The Caspian Sea covers an area of about 371,000 square kilometers and, since it is technically a lake (to prevent access by foreign ships), it is the largest lake on Earth. However, interestingly, there is an even larger lake within our Solar System.

It is called Kraken Mare and is a vast expanse of liquid hydrocarbons on the surface of Titan, Saturn’s largest moon. It was discovered by the Cassini space probe in 2006 and was named in 2008 in honor of the legendary Kraken sea monster. With an area almost twice that of the Caspian Sea on Earth, Kraken Mare stands out not only for its size but also for its unique composition and characteristics.

Located in the northern polar region of Titan, Kraken Mare covers approximately 500,000 square kilometers, making it the largest body of liquid on this moon. Its composition, predominantly liquid methane, was identified through radar images obtained by the Cassini probe. These images revealed that the main body of Kraken Mare has a depth of at least 100 meters and probably exceeds 300 meters in certain areas.

The Kraken Sea photographed on Titan by Cassini
The Kraken Sea photographed on Titan by Cassini. Credit: Justin Cowart / NASA / JPL / Cassini-ISS / Public domain / Wikimedia Commons

Moray Sinus bay, located at its northern end, has a central depth of 85 meters. Radar data indicated that the mixture of liquids in this bay consists of approximately 70% methane, 16% nitrogen, and 14% ethane, suggesting a homogeneous mixture of these components.

Kraken Mare also hosts an island called Mayda Insula and is hydrologically connected to Titan’s second-largest sea, Ligeia Mare. This connection could explain the difference in the composition of both seas, as certain compounds flow from Ligeia Mare to Kraken Mare, which has a lower concentration of methane.

A strait known as Seldon Fretum, located at 317°W and 67°N, with a width of approximately 17 kilometers (comparable to the Strait of Gibraltar), has been nicknamed the Throat of Kraken. This strait could be the site of significant currents driven by Titan’s orbital eccentricity, generating waves up to one meter high in Kraken Mare, creating currents of 0.5 meters per second. Some estimates suggest even higher tides, up to five meters, which could create whirlpools in this region.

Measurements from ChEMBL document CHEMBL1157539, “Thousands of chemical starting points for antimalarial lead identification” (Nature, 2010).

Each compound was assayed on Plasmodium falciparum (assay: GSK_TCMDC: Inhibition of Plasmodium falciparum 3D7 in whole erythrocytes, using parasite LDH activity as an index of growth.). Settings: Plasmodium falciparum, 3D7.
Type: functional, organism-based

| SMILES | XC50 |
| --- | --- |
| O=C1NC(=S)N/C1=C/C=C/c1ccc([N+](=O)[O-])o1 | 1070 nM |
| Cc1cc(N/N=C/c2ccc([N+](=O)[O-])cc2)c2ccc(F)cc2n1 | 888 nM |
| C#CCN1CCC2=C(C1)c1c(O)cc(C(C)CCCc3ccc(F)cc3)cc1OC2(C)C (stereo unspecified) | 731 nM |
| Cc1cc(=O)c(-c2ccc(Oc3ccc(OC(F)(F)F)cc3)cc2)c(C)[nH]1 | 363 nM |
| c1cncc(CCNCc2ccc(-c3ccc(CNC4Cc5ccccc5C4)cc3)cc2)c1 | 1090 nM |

This radar image, obtained by Cassini's radar instrument during a near-polar flyby on Feb. 22, 2007, shows a big island smack in the middle of one of the larger lakes imaged on Saturn's moon Titan. This image offers further evidence that the largest lakes are at the highest latitudes.
This radar image, obtained by Cassini’s radar instrument during a near-polar flyby on Feb. 22, 2007, shows a big island smack in the middle of one of the larger lakes imaged on Saturn’s moon Titan. This image offers further evidence that the largest lakes are at the highest latitudes. Credit: NASA / Jet Propulsion Laboratory-Caltech / Agenzia Spaziale Italiana / Public domain / Wikimedia Commons

A fascinating phenomenon of Kraken Mare is the Magic Islands, changing features observed on the surface of the sea that could be rising bubbles due to nitrogen exsolution, indicating an active hydrocarbon cycle on Titan.

The discovery of Kraken Mare and other lakes on Titan by the Cassini probe in July 2006 was a significant milestone. The identification of these dark areas with low radar reflectivity and morphological features similar to terrestrial lakes confirmed the presence of large liquid masses on Titan. Cassini’s visible and infrared mapping spectrometer also examined Kraken Mare and its surroundings, providing greater understanding of its characteristics and composition.

Since the discovery of Kraken Mare, there have been several proposals to explore its depths with probes and submarines. One of these submarines has gone through a study phase by NASA, with detailed designs and schematics. Another proposal, the Titan Mare Explorer, was close to being approved to explore Ligeia Mare, with Kraken Mare as a secondary target. However, the InSight mission to Mars ultimately received the green light.

This is the submarine that NASA could use on Titan
This is the submarine that NASA could use on Titan. Credit: NASA

Although there are currently no specific missions to explore Kraken Mare, the Dragonfly mission, a drone that will be sent to Titan, has been approved. Dragonfly is not intended to explore Titan’s seas directly, but its mission could provide valuable information about the environment of this fascinating moon and possibly pave the way for future explorations of Kraken Mare and other liquid bodies on Titan.


This article was first published on our Spanish Edition on June 14, 2024: Mar de Kraken, el mayor lago del Sistema Solar


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